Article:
This “micro cloud” will allow a ship to retain essential data and use it without having to reach back every time to get more information. That information would continue to be available in the event of communications disruption, whether from sun spots or adversarial action.
“So if you lost that satellite link, which is critical to us, you would have at that point probably about 80 percent of what you needed to make operational decisions at that moment in time,” Barrett said.
The key take-away of the test will be the Navy’s use of open source or commercial cloud. Utilizing the open EXI standard opens the door to stability of compressed data over time: defense contractors come and go; expensive applications wax and wane, and with them proprietary information becomes lost along the way.
“The open standard for data means it never breaks,” Brutzman said. “It’s all about the data, not a company’s contract.”
Barrett draws a comparison to Apple Inc. Any user with the ability can develop an app, but it can only be shared through the Apple store if it meets the company’s strict standardized development language.
“If we set some of those parameters, if I standardize my data in an XML format, then what happens is I can automate the [Risk Management Framework] for the web service, because it becomes just testing that containerized piece of additional coding,” she said. “You don’t have to go back and retest the environment; that infrastructure is already accredited.”
With C2C24, Barrett is outlining a goal for the Navy.
“All you’re doing is taking what used to be big, monolithic applications and breaking them down into smaller web services that could quickly be accredited through an automated process,” she said. “We’re saying you should be able to do that within 24 hours from ‘compile to combat’, if you do it right.”
Barrett envisions an operational scenario where the Tactical Action Officer (TAO) on watch transiting the Strait of Hormuz may need course and speed information to determine, for example, when a weapon should be launched.
That same data may simultaneously be needed in engineering to determine whether maintenance on the equipment is appropriate to achieve that course and speed.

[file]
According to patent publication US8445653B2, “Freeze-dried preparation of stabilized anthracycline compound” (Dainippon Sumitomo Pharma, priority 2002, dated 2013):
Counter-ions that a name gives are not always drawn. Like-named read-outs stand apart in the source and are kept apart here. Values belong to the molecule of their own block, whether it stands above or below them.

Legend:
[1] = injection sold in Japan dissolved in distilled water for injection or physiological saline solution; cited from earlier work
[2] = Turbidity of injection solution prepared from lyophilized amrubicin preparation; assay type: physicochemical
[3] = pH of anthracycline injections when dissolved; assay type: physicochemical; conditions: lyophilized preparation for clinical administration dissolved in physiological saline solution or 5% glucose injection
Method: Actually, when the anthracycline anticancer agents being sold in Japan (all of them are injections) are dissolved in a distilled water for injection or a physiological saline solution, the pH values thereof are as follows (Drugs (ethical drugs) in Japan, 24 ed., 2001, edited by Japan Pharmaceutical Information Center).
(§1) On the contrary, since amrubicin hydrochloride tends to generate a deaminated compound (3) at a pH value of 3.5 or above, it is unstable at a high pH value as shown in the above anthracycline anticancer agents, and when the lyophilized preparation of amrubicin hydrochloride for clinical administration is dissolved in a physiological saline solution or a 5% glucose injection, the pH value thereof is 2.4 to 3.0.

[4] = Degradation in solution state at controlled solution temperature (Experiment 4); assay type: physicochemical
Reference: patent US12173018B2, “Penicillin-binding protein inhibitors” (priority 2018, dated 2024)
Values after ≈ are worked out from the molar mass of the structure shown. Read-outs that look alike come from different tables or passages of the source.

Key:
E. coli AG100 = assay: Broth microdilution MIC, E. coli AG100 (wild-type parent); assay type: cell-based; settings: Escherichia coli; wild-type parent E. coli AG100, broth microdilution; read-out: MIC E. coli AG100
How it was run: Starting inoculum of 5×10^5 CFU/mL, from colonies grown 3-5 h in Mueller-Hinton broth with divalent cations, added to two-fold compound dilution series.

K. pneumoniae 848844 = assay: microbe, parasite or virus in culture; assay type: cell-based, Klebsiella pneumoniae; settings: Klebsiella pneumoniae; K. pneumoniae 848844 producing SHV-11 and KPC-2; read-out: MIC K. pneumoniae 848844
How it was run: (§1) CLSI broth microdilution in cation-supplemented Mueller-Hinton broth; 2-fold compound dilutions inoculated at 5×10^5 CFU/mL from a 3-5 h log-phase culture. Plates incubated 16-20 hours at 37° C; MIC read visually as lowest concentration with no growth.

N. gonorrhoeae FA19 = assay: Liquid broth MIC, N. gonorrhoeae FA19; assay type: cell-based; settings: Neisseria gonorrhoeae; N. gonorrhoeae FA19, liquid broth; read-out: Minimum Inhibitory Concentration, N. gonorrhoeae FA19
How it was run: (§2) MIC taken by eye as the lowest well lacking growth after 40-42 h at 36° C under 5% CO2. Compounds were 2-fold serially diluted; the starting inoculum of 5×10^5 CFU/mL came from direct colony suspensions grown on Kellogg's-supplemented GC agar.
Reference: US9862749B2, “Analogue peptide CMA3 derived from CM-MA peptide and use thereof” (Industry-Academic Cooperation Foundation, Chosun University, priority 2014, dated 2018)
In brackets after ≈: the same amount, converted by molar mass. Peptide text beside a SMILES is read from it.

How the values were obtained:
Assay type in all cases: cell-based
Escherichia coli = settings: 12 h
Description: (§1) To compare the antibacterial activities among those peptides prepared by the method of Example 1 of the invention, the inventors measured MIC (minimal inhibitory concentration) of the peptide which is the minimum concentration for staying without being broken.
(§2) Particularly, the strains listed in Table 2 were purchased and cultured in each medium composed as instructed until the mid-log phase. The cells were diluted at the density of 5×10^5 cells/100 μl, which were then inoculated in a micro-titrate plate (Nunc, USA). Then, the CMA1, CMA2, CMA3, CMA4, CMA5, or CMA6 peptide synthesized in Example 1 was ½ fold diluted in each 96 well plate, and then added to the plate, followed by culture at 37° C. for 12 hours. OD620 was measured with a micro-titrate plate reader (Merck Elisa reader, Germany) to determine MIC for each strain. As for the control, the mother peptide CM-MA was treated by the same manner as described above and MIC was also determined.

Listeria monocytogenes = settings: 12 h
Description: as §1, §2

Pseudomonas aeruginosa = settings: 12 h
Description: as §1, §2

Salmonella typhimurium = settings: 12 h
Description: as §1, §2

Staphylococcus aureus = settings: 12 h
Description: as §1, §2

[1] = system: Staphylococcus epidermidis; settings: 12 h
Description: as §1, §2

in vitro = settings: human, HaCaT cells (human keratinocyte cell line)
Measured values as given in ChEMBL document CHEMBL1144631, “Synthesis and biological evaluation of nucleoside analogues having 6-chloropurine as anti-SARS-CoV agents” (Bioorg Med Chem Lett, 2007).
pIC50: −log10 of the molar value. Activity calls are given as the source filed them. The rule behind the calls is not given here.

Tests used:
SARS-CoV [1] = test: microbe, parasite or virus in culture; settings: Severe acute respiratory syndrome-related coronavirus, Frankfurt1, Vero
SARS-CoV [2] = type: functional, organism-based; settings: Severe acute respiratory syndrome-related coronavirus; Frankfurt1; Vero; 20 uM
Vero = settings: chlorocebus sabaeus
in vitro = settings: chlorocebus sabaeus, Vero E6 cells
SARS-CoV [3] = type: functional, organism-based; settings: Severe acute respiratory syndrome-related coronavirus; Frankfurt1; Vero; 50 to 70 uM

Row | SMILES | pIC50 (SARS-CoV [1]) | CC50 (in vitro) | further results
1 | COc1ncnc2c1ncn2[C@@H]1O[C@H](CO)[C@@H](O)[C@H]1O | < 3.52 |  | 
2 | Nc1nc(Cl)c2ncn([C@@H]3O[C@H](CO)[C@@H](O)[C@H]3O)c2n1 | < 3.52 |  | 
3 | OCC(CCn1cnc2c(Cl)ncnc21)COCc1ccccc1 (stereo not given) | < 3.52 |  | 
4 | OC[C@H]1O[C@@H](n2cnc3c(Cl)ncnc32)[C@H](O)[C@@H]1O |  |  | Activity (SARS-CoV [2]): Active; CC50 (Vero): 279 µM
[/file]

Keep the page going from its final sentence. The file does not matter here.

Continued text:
“There are multiple people who may be able to use that piece of data in the context of their roles,” she said. “What we want to do is break down the data from the application and use that shared infrastructure afloat to store the data there and then use that information on the ship without having to reach back every time to get new information.”
The fundamental technology to make this happen is not necessarily new. Barrett herself authored a 2003 paper outlining a vision of a standards-based, enterprise architecture for the Navy which would ensure seamless transfer of information.
What has changed in 2018, she said, is people’s ability to understand such architecture, due partly to the ubiquity of micro web services in the commercial world and in each individual smart phone.
Ultimately, it’s about opportunity, she says, to capitalize on a great deal of work by researchers within NPS and beyond.
“For example, the NPS has pushed the Efficient XML piece and gotten it approved by the W3C,” she said.
“It’s a perfect storm of opportunity, a convergence of technology, standards and processes to be able to do this now.”
If the architecture with C2C24 proves right, Barrett sees its potential for use across the entire fleet.
“If it will work, end-to-end, in our lowest common denominator, which is the shipboard environment because of the bandwidth disconnect issues and where you have a limited amount – it can work anywhere,” she said. “It could work across the whole enterprise, and it should at this point.”